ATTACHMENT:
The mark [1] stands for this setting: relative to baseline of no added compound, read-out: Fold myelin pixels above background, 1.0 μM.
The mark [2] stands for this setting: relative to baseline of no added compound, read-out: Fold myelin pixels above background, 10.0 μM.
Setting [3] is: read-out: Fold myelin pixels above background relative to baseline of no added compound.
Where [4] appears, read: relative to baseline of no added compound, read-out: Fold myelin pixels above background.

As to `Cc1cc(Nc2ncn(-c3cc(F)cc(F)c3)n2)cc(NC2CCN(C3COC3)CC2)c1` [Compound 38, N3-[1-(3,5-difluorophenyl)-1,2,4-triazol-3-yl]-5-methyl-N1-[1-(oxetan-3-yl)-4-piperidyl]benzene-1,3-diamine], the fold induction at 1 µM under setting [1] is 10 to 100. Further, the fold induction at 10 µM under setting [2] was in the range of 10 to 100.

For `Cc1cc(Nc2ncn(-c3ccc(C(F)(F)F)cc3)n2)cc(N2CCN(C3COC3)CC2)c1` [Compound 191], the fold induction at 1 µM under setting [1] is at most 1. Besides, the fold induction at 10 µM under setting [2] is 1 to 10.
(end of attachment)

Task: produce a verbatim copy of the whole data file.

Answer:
The mark [1] stands for this setting: relative to baseline of no added compound, read-out: Fold myelin pixels above background, 1.0 μM.
The mark [2] stands for this setting: relative to baseline of no added compound, read-out: Fold myelin pixels above background, 10.0 μM.
Setting [3] is: read-out: Fold myelin pixels above background relative to baseline of no added compound.
Where [4] appears, read: relative to baseline of no added compound, read-out: Fold myelin pixels above background.

As to `Cc1cc(Nc2ncn(-c3cc(F)cc(F)c3)n2)cc(NC2CCN(C3COC3)CC2)c1` [Compound 38, N3-[1-(3,5-difluorophenyl)-1,2,4-triazol-3-yl]-5-methyl-N1-[1-(oxetan-3-yl)-4-piperidyl]benzene-1,3-diamine], the fold induction at 1 µM under setting [1] is 10 to 100. Further, the fold induction at 10 µM under setting [2] was in the range of 10 to 100.

For `Cc1cc(Nc2ncn(-c3ccc(C(F)(F)F)cc3)n2)cc(N2CCN(C3COC3)CC2)c1` [Compound 191], the fold induction at 1 µM under setting [1] is at most 1. Besides, the fold induction at 10 µM under setting [2] is 1 to 10.